Canada’s Dollar Gains as Consumer Price Index Increases

The Canadian dollar climbed to the strongest level in a week after an inflation gauge increased in June for a second month past the central bank’s 2 percent target.

The currency gained versus most of its 16 peers after the consumer price index rose 2.4 percent from a year earlier, the fastest in more than two years, the government reported. The data came two days after Bank of Canada Governor Stephen Poloz said gains in inflation are temporary.

“Maybe he was wrong on that,” Blake Jespersen, managing director of foreign exchange in Toronto at Bank of Montreal, said in a phone interview. Poloz “seems really confident that inflation is not going to persist at these levels. I guess we will have to see whether he was right or not.”

The loonie, as the Canadian dollar is known for the image of the aquatic bid on the C$1 coin, appreciated 0.3 percent to C$1.0729 per U.S. dollar at 8:45 a.m. in Toronto. It touched C$1.0709, the strongest level since July 11.

The CPI increased 2.3 percent in May after reaching 2 percent in April for the first time in two years.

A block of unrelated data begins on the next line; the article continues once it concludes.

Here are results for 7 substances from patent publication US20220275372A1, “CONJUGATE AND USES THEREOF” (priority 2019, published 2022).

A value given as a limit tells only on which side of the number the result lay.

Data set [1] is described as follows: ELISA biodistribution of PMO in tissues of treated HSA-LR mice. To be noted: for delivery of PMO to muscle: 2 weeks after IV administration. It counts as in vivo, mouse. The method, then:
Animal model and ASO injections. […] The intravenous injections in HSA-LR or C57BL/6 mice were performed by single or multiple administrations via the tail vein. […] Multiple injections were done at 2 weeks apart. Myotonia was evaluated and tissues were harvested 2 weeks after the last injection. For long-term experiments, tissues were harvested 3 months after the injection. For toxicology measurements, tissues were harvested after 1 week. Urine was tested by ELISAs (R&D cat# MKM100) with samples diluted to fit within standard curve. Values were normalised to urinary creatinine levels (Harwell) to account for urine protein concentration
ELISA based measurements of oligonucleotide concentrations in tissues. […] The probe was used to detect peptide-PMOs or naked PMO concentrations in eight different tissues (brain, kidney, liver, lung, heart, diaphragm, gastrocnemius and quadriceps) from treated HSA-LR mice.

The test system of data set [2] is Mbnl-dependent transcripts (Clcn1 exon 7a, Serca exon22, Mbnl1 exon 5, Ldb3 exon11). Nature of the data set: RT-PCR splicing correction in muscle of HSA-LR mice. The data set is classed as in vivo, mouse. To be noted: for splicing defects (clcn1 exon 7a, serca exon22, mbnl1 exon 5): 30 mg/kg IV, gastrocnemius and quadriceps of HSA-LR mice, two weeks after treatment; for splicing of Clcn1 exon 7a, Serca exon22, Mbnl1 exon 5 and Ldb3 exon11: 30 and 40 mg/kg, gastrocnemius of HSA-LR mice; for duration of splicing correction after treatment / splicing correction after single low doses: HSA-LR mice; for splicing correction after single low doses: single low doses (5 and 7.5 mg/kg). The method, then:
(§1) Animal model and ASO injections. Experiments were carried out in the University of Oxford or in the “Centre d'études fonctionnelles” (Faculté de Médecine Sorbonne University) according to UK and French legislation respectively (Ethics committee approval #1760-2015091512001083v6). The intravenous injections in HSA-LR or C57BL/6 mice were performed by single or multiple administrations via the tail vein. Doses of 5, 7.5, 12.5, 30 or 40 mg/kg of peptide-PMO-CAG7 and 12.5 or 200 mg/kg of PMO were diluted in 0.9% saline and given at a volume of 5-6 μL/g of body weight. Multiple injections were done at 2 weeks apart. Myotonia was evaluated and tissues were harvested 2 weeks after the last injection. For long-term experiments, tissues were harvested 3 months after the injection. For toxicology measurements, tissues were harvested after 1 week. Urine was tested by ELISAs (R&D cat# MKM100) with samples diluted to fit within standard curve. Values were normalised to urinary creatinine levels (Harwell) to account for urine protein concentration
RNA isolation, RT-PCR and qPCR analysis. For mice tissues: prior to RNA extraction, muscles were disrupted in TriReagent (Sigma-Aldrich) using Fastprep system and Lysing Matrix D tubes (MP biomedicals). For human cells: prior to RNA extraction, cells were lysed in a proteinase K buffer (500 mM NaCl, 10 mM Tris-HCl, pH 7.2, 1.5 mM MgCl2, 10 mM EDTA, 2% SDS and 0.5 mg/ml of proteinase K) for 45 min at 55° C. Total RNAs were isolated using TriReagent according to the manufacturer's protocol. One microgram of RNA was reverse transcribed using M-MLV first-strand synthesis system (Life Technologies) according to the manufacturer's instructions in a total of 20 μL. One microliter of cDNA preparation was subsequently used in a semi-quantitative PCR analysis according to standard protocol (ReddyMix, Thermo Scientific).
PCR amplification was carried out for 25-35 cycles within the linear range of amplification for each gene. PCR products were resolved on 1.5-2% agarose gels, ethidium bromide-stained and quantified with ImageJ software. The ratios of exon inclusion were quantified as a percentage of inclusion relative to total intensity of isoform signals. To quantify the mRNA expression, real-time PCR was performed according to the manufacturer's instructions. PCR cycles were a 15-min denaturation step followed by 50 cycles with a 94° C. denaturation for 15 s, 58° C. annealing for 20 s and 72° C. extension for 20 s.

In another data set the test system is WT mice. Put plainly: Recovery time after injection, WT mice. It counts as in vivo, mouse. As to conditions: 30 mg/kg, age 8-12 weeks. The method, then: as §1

The core rate, which excludes eight volatile products, increased 1.8 percent in June after a gain of 1.7 percent the prior month, Statistics Canada said today from Ottawa.

Poloz kept his key lending at 1 percent two days ago and said faster inflation this year will be led by temporary gains in energy and import costs. The central bank also said prices will be restrained by slack in the economy over the next two years and that policy makers are “neutral” on their next interest-rate move.

To contact the reporters on this story: Akin Oyedele in New York at aoyedele1@bloomberg.net; Ari Altstedter in Toronto at aaltstedter@bloomberg.net

To contact the editors responsible for this story: Dave Liedtka at dliedtka@bloomberg.net Greg Storey, Paul Cox

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